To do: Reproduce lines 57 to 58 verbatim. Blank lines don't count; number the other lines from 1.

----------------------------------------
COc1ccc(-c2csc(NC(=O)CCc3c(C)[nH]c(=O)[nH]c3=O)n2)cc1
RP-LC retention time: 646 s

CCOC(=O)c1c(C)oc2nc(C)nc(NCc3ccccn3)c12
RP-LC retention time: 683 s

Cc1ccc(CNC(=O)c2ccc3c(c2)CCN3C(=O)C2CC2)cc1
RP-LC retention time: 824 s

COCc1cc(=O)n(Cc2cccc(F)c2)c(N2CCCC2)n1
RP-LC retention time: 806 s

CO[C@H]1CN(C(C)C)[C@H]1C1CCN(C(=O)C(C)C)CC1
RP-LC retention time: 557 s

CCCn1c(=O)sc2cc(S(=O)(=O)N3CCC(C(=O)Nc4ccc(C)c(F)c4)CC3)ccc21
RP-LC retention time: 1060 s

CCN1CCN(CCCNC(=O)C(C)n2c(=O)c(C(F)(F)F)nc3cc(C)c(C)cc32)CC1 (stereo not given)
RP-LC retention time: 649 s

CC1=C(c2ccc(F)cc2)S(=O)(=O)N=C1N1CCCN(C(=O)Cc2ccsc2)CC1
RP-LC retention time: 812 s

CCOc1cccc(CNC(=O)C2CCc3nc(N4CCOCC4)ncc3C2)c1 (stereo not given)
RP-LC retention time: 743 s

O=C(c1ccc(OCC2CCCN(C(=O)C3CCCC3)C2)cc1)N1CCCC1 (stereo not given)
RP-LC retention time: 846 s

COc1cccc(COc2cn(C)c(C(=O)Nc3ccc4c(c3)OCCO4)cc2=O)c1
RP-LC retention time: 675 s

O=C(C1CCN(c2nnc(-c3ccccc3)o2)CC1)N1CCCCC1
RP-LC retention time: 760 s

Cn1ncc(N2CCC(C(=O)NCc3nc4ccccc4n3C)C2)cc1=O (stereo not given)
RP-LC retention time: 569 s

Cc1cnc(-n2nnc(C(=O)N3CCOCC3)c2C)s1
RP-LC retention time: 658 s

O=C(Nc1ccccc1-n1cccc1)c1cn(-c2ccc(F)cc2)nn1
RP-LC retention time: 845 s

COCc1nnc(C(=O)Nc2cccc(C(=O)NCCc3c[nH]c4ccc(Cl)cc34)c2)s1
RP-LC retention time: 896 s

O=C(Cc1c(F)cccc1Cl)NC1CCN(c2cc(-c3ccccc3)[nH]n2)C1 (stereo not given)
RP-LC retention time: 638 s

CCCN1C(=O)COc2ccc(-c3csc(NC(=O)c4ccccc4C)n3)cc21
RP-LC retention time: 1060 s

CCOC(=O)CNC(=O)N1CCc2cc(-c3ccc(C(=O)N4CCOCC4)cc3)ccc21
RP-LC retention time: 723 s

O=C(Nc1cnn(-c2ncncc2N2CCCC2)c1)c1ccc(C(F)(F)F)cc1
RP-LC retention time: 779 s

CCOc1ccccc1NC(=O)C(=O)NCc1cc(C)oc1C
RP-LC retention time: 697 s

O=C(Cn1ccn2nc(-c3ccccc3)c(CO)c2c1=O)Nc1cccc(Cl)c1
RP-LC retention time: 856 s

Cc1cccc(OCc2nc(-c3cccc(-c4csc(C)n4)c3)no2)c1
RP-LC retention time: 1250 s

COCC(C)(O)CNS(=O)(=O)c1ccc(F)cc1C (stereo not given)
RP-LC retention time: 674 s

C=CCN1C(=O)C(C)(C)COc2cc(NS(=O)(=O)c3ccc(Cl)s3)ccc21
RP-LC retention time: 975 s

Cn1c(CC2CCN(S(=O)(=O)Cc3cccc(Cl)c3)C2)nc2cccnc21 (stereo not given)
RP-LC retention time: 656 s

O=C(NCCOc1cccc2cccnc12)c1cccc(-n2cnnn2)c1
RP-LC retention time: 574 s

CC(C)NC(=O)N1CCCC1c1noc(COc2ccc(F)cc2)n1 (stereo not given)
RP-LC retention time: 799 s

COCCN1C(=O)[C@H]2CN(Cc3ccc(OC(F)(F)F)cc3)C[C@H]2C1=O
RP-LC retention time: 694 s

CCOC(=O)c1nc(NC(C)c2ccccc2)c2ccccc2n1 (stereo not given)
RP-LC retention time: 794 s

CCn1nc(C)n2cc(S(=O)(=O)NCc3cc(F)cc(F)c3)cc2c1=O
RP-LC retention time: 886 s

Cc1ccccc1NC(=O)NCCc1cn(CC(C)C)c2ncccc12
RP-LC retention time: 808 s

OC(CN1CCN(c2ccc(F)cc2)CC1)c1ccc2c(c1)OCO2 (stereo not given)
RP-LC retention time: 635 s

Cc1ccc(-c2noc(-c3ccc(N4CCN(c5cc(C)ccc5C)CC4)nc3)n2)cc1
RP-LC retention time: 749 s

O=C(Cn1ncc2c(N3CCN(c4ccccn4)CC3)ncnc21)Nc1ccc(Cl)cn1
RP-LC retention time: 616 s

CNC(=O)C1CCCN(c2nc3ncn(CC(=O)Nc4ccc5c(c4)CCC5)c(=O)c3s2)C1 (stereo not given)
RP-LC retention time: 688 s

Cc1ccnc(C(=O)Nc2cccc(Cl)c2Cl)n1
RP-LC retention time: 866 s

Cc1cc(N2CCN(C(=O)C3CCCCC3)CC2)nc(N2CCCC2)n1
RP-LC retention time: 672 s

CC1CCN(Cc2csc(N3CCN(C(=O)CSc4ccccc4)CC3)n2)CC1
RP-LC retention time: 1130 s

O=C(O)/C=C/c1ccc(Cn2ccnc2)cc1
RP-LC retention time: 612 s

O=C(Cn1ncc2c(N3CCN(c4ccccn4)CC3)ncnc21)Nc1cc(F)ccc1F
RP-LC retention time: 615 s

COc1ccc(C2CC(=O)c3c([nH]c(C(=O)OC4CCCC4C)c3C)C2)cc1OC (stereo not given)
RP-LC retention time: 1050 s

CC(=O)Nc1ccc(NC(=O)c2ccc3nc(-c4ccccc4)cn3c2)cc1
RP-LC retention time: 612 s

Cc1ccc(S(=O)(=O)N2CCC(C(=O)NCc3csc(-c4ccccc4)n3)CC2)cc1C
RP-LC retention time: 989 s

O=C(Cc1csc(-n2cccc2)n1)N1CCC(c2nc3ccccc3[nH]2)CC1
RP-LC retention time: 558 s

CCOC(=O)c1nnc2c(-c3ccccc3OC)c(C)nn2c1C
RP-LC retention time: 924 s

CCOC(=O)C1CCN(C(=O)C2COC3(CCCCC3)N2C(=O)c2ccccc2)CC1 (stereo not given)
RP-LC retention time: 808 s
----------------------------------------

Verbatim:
COCCN1C(=O)[C@H]2CN(Cc3ccc(OC(F)(F)F)cc3)C[C@H]2C1=O
RP-LC retention time: 694 s